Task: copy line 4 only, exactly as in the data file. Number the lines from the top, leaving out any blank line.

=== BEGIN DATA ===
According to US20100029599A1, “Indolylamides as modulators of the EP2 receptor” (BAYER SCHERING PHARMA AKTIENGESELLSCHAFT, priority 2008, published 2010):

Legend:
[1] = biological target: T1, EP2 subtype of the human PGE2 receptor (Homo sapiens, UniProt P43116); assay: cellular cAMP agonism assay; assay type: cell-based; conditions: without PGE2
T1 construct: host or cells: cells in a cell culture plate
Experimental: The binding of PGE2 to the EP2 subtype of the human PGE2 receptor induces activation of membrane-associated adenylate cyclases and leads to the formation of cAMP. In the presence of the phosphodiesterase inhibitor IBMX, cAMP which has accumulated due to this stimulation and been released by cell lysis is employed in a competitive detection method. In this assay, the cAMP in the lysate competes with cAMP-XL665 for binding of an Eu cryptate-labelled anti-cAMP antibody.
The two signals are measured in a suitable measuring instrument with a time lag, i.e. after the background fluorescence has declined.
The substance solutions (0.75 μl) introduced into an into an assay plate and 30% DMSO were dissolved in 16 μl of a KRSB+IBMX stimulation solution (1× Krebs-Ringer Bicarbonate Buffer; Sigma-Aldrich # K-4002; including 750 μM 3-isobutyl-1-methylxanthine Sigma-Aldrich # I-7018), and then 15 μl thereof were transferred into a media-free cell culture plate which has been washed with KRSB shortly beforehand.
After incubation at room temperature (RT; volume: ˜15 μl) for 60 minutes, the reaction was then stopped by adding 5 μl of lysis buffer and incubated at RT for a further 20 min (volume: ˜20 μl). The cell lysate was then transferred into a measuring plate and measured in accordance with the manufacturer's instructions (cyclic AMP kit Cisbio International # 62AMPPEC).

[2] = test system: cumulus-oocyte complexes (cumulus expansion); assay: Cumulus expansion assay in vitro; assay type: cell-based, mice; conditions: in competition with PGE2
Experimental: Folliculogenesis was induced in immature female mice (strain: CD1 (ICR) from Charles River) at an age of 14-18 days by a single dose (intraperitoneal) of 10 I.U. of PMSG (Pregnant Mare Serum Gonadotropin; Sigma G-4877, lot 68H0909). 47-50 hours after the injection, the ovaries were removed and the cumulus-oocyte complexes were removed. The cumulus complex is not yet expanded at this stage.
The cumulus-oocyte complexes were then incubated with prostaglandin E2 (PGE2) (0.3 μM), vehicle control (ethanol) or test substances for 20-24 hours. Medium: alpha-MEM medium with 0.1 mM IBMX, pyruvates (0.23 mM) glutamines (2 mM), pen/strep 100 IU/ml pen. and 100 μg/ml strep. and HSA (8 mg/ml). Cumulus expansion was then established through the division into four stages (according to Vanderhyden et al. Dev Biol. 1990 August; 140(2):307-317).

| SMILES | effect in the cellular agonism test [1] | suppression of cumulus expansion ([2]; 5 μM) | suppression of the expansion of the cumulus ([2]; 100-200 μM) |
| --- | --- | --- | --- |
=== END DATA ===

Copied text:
T1 construct: host or cells: cells in a cell culture plate